The action was the culmination of a campaign that had criss-crossed the Bay of Biscay over the previous month in which both sides had captured numerous merchant ships and minor warships and had engaged in two partial, but inconclusive, fleet actions. During the battle, Howe defied naval convention by ordering his fleet to turn towards the French and for each of his vessels to rake and engage their immediate opponent. This unexpected order was not understood by all of his captains, and as a result his attack was more piecemeal than he intended. Nevertheless, his ships inflicted a severe tactical defeat on the French fleet. In the aftermath of the battle both fleets were left shattered and in no condition for further combat, Howe and Villaret returning to their home ports. Despite losing seven of his ships of the line, Villaret had bought enough time for the French grain convoy to reach safety unimpeded by Howe’s fleet, securing a strategic success. However, he was also forced to withdraw his battle fleet back to port, leaving the British free to conduct a campaign of blockade for the remainder of the war. In the immediate aftermath both sides claimed victory and the outcome of the battle was seized upon by the press of both nations as a demonstration of the prowess and bravery of their respective navies.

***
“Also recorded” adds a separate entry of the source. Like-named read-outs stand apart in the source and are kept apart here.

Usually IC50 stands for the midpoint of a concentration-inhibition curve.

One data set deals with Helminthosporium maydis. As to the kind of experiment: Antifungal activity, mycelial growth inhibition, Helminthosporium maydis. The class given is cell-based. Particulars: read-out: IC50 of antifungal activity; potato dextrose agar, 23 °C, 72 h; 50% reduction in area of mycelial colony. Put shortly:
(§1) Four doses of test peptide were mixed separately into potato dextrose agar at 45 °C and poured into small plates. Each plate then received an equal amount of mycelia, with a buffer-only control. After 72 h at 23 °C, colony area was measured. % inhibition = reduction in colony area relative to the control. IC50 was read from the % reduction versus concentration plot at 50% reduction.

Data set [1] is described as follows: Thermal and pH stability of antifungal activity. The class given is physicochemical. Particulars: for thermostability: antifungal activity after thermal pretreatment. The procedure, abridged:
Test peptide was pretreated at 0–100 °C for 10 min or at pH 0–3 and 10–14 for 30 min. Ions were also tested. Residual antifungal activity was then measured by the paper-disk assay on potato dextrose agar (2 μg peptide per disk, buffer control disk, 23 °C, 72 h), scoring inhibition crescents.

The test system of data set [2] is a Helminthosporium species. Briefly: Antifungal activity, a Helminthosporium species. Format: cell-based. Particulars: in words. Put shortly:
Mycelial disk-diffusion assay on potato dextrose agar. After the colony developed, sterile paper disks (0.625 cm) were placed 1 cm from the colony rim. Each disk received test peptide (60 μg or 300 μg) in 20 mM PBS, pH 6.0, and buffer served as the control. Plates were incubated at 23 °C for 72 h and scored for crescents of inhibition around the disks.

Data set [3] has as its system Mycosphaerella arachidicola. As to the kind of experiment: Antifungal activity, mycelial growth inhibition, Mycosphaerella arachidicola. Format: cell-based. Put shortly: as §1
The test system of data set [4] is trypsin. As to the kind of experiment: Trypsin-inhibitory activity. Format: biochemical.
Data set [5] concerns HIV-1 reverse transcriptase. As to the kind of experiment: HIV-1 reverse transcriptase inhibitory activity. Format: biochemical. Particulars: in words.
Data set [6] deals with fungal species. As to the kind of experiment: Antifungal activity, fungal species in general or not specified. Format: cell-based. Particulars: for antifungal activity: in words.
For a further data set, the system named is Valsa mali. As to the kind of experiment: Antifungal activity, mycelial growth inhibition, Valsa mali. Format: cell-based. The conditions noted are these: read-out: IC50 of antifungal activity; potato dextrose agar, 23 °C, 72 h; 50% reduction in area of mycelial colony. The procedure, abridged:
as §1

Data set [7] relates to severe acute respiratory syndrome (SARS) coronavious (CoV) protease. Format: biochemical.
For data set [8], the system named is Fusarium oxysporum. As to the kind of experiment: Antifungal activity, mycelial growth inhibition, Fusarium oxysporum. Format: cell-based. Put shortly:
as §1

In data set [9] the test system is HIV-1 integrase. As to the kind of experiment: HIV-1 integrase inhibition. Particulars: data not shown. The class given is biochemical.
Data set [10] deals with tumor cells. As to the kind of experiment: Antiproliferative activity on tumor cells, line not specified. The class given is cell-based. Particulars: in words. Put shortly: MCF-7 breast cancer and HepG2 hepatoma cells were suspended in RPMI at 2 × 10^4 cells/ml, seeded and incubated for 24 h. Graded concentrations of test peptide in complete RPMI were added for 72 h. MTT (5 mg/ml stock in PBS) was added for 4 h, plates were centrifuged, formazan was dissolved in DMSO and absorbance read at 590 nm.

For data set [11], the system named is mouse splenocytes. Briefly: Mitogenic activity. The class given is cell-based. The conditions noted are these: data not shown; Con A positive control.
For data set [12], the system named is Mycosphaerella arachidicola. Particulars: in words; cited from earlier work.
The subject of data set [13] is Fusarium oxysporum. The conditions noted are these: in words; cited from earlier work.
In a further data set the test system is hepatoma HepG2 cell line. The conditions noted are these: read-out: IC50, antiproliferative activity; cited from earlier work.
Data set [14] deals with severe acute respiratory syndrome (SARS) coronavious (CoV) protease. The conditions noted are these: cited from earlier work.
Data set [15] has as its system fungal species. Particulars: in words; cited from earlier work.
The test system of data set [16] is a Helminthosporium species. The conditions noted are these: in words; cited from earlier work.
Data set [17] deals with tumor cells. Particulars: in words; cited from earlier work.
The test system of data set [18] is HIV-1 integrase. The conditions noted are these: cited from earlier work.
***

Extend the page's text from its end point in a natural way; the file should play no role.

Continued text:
The Glorious 1st of June

The Glorious 1st of June